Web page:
So surely, the process matters, and this article is not meant to diminish the importance of having a plan and process. Far from it. It’s meant to awaken our souls and minds to the reality that commitment and consistency are the essential underpinnings to every great venture. Commitment and consistency empower you to begin, to keep going and to reach the finish line.
Every great venture, every great story has an ending. Processes by definition are finite! This is from Merriam-Webster:
“a natural phenomenon marked by gradual changes that lead toward a particular result
a series of actions or operations conducing to an end.”
We should always focus on the process, but it’s imperative for us to muster up the courage to begin and to power forward to the finish line of whatever we start.
The best of the best
Denzel Washington is a man who knows this well. Breaking into a mostly white movie industry, he had roles thrown at him earlier in his career that would have paid him a lot of money, but ones that he felt compromised his integrity. He had a very tough decision to make — do I jump at what I can, begin and see it through to completion to take the big paycheck?
Or do I have a discerning mind and appetite for how I make my decisions? Do I use my intelligent mind to take ownership over what I choose to start and what I choose to finish. He knew he had a choice. He knew that everything began with commitment and a willingness to give it a go. If his heart wasn’t in it, he wouldn’t do it. He talks about how he had concerns of bringing negative energy to the set if he wasn’t committed.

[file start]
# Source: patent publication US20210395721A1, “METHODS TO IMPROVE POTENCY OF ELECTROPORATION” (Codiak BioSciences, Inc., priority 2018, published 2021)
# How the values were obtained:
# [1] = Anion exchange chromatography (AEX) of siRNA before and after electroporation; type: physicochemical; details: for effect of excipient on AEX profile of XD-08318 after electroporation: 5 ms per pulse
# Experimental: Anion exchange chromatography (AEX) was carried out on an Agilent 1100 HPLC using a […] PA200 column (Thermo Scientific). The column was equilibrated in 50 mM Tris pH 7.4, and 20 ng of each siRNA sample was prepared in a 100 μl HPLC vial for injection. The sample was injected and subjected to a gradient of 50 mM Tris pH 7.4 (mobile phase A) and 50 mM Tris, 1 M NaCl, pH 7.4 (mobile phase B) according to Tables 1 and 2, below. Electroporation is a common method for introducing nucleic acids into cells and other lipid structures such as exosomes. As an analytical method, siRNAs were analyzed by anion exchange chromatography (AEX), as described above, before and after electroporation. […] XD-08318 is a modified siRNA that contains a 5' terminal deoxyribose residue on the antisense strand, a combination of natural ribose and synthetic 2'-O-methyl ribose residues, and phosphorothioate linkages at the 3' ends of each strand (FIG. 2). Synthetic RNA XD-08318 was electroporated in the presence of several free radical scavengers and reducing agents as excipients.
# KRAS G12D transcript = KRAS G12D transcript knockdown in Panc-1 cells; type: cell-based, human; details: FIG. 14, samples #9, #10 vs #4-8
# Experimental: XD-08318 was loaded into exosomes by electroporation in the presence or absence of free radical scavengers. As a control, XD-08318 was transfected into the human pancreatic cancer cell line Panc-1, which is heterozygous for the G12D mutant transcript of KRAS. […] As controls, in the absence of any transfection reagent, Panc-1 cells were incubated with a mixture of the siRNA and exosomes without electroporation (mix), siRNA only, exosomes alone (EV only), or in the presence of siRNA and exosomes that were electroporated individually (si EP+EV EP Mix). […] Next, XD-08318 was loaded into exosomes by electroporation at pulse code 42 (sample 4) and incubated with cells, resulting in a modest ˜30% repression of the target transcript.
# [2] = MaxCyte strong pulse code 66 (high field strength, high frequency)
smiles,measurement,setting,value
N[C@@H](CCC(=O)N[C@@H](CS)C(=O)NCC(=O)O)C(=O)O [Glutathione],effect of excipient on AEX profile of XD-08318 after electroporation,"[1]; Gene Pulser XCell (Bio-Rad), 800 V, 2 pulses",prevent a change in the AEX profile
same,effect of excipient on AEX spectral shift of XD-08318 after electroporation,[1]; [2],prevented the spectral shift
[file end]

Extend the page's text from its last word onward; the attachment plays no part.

So he decided to commit to what he truly wanted. He did so with fire, passion, love and belief in himself. And he got going and consistently applied himself to become one of the greatest actors in Hollywood history.
Finish what you’ve started
“It’s not what we do once in a while that shapes our lives. It’s what we do consistently.” — Tony Robbins
The decision to empower ourselves with ownership and choice instills a sense of commitment, and leads us to wanting to press forward with consistency that leads us to the finish line. A process will help us, but so will a closing plan. What will it look like when we finish? What will success look like? How will we celebrate our success?
Having this presence of mind to identify that moment in the winner’s circle will drive you toward consistency. On those morning where you don’t want to get out of bed because you fear rejection. On those days on less sleep when your child kept you up all night. On those days where you fear getting started so much, your mind begins to wander and you consider turning back to old habits and vices.
Recognize that in those moments, you must press forward. Life and time stop for no one. If you want to go get what’s yours, you must begin. You must commit. You’ll never, ever know otherwise. As Theodore Roosevelt once wrote, what we should fear most is being in that wretched, “ place… with those cold and timid souls who neither know victory nor defeat.”
Begin. Finish. The process will take care of itself. All three phases matter. Just remember how important it is to get started with commitment and close with consistency.
Seek the truth
This article first appeared on Medium.